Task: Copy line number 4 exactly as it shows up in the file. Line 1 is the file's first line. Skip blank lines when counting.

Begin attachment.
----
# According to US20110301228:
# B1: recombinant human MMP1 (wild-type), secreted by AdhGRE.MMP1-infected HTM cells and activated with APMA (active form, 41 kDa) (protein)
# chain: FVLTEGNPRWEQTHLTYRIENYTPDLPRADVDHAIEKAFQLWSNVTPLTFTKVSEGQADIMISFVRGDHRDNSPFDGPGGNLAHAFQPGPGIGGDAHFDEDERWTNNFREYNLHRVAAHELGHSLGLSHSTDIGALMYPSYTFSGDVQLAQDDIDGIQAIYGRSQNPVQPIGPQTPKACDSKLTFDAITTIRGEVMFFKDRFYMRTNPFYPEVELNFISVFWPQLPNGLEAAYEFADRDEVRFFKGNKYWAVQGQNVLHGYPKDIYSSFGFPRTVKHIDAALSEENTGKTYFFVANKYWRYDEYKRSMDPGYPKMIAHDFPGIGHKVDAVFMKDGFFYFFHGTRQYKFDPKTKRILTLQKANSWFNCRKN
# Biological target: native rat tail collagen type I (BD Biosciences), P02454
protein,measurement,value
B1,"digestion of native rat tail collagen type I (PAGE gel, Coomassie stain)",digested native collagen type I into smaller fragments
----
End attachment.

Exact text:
# Biological target: native rat tail collagen type I (BD Biosciences), P02454